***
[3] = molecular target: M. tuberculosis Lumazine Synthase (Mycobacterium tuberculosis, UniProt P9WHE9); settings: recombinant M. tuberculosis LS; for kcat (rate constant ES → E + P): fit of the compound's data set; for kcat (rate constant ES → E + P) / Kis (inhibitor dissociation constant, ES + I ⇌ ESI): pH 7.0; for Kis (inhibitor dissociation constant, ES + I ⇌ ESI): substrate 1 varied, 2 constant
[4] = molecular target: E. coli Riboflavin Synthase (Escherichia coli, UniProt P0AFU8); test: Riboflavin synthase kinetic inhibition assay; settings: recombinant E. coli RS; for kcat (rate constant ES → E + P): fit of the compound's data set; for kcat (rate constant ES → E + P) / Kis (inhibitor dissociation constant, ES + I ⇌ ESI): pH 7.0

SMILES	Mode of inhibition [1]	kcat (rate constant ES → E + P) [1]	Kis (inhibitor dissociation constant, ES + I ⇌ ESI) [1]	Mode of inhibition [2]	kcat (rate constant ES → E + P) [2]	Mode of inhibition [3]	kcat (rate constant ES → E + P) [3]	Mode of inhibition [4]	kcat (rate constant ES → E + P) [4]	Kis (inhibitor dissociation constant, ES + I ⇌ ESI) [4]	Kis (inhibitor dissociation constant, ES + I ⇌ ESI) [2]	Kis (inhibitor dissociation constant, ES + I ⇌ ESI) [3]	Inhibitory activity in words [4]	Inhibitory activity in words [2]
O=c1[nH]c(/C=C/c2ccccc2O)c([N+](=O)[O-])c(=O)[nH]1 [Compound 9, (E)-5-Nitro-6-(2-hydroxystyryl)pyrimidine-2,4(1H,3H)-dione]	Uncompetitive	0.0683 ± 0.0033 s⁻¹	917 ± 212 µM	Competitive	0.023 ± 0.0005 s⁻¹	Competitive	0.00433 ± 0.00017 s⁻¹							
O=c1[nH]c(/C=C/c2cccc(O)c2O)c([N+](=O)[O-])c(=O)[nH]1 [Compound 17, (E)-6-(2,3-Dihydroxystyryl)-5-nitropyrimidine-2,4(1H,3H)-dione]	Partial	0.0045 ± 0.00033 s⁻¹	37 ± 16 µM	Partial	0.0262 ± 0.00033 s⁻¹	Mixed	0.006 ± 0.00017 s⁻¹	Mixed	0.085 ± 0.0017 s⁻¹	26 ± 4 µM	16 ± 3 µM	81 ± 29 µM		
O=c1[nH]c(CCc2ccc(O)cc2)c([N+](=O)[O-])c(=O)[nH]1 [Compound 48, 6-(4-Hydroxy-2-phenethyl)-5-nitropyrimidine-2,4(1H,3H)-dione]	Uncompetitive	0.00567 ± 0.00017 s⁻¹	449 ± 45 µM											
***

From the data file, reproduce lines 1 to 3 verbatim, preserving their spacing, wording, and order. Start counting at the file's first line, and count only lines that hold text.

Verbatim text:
[3] = molecular target: M. tuberculosis Lumazine Synthase (Mycobacterium tuberculosis, UniProt P9WHE9); settings: recombinant M. tuberculosis LS; for kcat (rate constant ES → E + P): fit of the compound's data set; for kcat (rate constant ES → E + P) / Kis (inhibitor dissociation constant, ES + I ⇌ ESI): pH 7.0; for Kis (inhibitor dissociation constant, ES + I ⇌ ESI): substrate 1 varied, 2 constant
[4] = molecular target: E. coli Riboflavin Synthase (Escherichia coli, UniProt P0AFU8); test: Riboflavin synthase kinetic inhibition assay; settings: recombinant E. coli RS; for kcat (rate constant ES → E + P): fit of the compound's data set; for kcat (rate constant ES → E + P) / Kis (inhibitor dissociation constant, ES + I ⇌ ESI): pH 7.0

SMILES	Mode of inhibition [1]	kcat (rate constant ES → E + P) [1]	Kis (inhibitor dissociation constant, ES + I ⇌ ESI) [1]	Mode of inhibition [2]	kcat (rate constant ES → E + P) [2]	Mode of inhibition [3]	kcat (rate constant ES → E + P) [3]	Mode of inhibition [4]	kcat (rate constant ES → E + P) [4]	Kis (inhibitor dissociation constant, ES + I ⇌ ESI) [4]	Kis (inhibitor dissociation constant, ES + I ⇌ ESI) [2]	Kis (inhibitor dissociation constant, ES + I ⇌ ESI) [3]	Inhibitory activity in words [4]	Inhibitory activity in words [2]